An acceptable international solution to this pressing aviation problem came with the procurement of hundreds of Canadian built examples of the F-86 Sabre jet fighter and even though these aircraft would only remain in service for around three years, they would go on to equip twelve RAF squadrons (ten of which operated from bases in Germany) and would form the backbone of the RAF’s NATO fighter commitment during a particularly volatile period in world history. Of even more historical importance, during the early 1950s, Canadian built Sabres were the only swept-wing jet fighters available for the defence of Western Europe.
With this uncomfortable situation revealing itself quite early on during the development of new British designs such as the Swift, Hunter and Javelin, movements at the very highest military levels began to take place. Officials were sent to Canada to determine whether the Canadair company had the capacity to fulfil a potential order from the UK, particularly as delivery delays would only exacerbate an already pressing problem. In addition to this, RAF pilots were sent to North America to test fly the Sabre jet and not long after, two evaluation examples were also loaned to Britain, to be operated by the Central Fighter Establishment at West Raynham, in advance of a now increasingly certain acquisition. These aircraft were extensively evaluated against existing Meteor and Vampire fighters, as well as Boeing B-29 Superfortress bombers, to see just how effective the Sabre would be in squadron service. When compared with the Meteor it would effectively be replacing, the Sabre was found to be superior in almost every aspect of operation and more significantly, better than any British fighter currently in service.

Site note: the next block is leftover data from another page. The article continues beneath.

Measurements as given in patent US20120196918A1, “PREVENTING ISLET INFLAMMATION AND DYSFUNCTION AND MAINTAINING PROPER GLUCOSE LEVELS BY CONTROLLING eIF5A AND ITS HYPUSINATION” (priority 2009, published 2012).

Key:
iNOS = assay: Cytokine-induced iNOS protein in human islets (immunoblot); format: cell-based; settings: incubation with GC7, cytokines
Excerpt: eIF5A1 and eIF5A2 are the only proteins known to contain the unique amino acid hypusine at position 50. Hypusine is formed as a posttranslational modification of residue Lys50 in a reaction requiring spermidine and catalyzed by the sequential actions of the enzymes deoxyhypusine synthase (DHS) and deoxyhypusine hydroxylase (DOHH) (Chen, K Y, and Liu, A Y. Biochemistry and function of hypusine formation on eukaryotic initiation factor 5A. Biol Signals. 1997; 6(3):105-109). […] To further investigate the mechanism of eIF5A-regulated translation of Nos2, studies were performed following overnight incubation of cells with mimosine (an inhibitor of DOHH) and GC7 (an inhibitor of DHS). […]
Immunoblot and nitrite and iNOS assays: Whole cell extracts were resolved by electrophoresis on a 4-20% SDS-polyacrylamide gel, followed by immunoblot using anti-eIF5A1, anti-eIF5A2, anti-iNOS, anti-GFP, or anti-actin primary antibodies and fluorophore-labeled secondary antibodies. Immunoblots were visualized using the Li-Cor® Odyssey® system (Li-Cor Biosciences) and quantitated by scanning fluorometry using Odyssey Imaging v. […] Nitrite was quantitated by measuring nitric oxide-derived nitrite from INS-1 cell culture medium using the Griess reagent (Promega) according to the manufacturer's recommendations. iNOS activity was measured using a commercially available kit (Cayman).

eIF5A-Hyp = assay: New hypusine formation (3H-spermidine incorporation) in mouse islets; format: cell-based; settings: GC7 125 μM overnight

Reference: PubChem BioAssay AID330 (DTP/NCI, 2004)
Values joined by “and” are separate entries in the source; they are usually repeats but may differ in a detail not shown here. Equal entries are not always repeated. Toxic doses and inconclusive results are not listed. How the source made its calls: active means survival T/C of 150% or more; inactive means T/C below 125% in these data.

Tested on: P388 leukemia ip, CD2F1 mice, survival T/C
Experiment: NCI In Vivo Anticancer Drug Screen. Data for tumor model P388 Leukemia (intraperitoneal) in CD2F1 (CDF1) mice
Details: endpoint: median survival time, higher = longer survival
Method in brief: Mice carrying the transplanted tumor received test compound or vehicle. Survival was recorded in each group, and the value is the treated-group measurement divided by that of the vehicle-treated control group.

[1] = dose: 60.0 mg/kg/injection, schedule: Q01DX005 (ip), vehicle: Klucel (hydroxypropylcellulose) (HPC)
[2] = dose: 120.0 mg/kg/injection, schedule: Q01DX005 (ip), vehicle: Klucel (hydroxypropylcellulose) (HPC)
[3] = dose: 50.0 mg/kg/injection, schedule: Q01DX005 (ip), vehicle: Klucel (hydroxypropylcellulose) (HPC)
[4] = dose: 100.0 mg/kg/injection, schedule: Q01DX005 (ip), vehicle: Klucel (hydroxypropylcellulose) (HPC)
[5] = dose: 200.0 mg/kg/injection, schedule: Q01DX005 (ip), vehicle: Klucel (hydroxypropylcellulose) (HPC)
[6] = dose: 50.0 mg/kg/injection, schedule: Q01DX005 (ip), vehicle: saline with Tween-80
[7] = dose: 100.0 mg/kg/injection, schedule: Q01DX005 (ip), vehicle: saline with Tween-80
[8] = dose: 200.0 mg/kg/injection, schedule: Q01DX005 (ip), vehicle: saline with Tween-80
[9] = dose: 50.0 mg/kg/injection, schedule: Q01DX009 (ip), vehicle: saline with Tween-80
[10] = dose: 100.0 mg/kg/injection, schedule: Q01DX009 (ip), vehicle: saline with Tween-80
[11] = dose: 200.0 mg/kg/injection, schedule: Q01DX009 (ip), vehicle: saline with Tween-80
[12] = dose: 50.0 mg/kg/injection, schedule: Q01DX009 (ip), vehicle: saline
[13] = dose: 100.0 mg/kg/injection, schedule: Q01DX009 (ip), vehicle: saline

A CAD screen shot image supplied by our Product Designer Thomas, showing a relatively early stage in his work to recreate the classic Sabre as a 1/48th scale kit. This image clearly shows the beautifully clean lines of the aircraft
Later, with the Sabre contract signed and aircraft starting to run off the production lines, it was decided that all of the Canadair produced Sabres destined for RAF service would be flown to Britain, as opposed to making the journey by sea. The operation was given the name ‘Becher’s Brook’, after the Grand National fence, which was a significant obstacle facing the runners and riders at this famous race. This ferry operation would see the aircraft flying a familiar delivery route for aircraft manufactured in North America and heading for European skies. The first Canadair Sabre ‘Becher’s Brook’ ferry flight took place on 9th December 1953 and followed a route which passed them through St Hubert, Quebec, Bagotville, Goose Bay, Bluie West 1 (Greenland), Keflavik and Prestwick. These proved to be particularly demanding flights for ferry pilots and depending on prevailing weather conditions, could take anywhere from a few days to several weeks to complete and even then, not all aircraft would manage the trip without developing technical issues. Once in the UK, the aircraft would generally be handed over to the Royal Air Force at Abingdon for processing.
The Canadian built Sabres made their transatlantic flights in standard natural metal finish and were only prepared for RAF service on their arrival in the UK. The application of their RAF camouflage and other squadron markings would take place at the huge Maintenance Units at Kemble and Lyneham, with fighters destined for service with squadrons in Germany being finished in a gloss dark green and dark sea grey upper camouflage, over cerulean (PRU) blue under surfaces.
The majority of the Canadian built Sabres destined for Royal Air Force service were to operate under control of the 2nd Tactical Air Force and from bases in Europe. The first RAF Sabres started to appear at their new squadron homes almost as soon as they had been processed through the MUs and not long after making their ‘Becher’s Brook’ ferry flights. The first RAF unit in Europe to receive Sabres was No.67 Squadron based at Wildenrath, who flew their first sortie with the new aircraft in mid-May 1953. They were closely followed by Nos 3, 4 and 93 Squadrons, as the RAF’s Sabres quickly worked up to full operational status.